Particularly pronounced among individuals who converted to full-blown illness
WEDNESDAY, Aug. 12, 2015 (HealthDay News) — Among individuals at clinical high risk for psychosis, thalamic dysconnectivity is evident, according to a study published online Aug. 12 in JAMA Psychiatry.
In a multicenter, two-year follow-up case-control study, Alan Anticevic, Ph.D., from the Yale University School of Medicine in New Haven, Conn., and colleagues examined whether thalamocortical connectivity is altered in individuals at risk for psychosis. Data were included for 243 individuals at clinical high risk of psychosis, of whom 21 converted to full-blown illness, and 154 healthy controls (all aged 12 to 35 years).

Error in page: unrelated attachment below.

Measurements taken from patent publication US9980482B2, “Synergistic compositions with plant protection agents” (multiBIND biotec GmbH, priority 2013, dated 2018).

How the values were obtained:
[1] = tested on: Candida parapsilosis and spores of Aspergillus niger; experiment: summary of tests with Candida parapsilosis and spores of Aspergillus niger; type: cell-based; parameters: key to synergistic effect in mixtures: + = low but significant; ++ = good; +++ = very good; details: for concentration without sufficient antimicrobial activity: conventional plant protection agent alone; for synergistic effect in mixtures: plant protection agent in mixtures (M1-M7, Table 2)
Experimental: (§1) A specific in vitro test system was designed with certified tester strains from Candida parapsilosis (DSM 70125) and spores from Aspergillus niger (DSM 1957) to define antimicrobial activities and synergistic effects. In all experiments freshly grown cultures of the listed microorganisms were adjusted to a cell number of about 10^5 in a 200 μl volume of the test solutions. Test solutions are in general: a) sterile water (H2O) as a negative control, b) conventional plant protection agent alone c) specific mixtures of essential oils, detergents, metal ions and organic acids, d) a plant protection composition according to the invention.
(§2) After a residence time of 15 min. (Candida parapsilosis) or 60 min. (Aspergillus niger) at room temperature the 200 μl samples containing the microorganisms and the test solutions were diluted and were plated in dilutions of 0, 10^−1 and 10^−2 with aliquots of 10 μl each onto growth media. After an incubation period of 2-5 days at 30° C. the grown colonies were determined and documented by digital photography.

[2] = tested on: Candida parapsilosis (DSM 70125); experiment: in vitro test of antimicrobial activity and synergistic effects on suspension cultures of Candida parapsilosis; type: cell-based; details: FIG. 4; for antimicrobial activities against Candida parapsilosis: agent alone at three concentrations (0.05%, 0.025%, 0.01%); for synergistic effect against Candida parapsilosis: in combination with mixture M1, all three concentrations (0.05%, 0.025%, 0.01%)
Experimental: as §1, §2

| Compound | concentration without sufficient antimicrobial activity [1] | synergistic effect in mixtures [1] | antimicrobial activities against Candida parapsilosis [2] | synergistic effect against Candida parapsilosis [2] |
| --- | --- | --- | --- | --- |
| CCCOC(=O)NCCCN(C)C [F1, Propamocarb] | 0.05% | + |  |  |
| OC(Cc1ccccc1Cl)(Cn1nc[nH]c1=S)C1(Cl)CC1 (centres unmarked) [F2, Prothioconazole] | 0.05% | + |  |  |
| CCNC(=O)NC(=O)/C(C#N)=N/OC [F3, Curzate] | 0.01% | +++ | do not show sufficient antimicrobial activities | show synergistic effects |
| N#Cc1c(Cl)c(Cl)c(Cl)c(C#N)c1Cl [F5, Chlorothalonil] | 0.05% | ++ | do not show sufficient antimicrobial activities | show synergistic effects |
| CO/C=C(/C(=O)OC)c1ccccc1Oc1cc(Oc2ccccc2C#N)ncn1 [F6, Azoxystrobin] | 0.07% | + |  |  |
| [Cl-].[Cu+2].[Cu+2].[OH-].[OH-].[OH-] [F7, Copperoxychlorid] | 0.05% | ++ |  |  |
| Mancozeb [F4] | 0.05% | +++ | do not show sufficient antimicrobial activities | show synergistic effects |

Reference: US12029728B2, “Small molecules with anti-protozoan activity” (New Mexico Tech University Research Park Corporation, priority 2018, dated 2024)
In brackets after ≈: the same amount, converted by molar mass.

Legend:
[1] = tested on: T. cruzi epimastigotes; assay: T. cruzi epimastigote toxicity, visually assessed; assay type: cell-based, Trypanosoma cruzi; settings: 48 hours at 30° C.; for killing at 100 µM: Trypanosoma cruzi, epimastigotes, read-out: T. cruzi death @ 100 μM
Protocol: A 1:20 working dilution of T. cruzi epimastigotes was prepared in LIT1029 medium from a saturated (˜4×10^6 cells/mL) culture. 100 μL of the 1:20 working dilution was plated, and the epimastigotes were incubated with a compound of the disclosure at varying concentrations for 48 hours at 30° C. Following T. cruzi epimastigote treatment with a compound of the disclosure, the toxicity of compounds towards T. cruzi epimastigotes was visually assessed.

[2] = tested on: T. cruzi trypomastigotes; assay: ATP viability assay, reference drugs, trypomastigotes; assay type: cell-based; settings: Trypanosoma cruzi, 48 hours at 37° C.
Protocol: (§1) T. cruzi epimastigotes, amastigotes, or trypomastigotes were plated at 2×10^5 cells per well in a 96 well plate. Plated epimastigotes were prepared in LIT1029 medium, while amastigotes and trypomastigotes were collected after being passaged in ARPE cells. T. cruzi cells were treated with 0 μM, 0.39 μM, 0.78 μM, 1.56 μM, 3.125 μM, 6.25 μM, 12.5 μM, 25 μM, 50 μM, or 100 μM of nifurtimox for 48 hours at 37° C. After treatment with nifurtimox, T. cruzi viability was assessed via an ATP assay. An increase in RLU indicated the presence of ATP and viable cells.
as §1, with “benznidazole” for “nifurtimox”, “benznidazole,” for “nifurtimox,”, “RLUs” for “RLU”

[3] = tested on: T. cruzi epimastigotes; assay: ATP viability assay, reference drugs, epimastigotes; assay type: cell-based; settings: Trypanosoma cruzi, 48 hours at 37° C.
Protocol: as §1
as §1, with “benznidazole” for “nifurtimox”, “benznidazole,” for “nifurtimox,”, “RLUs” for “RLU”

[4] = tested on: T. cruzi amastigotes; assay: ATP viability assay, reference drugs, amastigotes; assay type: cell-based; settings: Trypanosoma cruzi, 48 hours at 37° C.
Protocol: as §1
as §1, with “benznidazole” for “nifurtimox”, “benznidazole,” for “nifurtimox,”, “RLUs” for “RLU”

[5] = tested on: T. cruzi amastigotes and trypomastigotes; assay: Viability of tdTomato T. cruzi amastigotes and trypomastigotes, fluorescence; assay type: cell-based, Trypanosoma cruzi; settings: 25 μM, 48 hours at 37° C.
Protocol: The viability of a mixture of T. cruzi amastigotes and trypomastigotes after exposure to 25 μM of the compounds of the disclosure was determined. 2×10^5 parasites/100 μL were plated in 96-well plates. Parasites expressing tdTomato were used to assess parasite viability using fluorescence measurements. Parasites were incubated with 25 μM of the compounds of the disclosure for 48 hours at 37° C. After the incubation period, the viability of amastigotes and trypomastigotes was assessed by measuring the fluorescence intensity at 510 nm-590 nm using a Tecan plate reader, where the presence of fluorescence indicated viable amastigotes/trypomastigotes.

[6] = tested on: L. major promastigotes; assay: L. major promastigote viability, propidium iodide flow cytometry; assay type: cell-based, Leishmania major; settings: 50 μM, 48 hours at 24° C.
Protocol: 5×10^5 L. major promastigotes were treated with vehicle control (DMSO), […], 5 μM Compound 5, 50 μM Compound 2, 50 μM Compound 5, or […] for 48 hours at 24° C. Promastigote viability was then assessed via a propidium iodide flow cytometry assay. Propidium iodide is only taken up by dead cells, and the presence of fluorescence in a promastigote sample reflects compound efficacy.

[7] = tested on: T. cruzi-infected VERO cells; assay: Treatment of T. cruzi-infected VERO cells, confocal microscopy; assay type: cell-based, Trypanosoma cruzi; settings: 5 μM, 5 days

The researchers identified thalamocortical dysconnectivity among individuals at clinical high risk for psychosis, which was particularly pronounced in the participants who converted to full-blown illness. Widespread hypoconnectivity was seen between the thalamus and prefrontal and cerebellar areas; the pattern was more prominent among those who converted to full-blown illness. Marked thalamic hyperconnectivity was seen in sensory motor areas, which was also most pronounced among those who converted to full-blown illness. Significant correlations were seen for both patterns with concurrent prodromal symptom severity.
“Dysconnectivity correlated with symptom severity, supporting the idea that thalamic connectivity may have prognostic implications for risk of conversion to full-blown illness,” the authors write.
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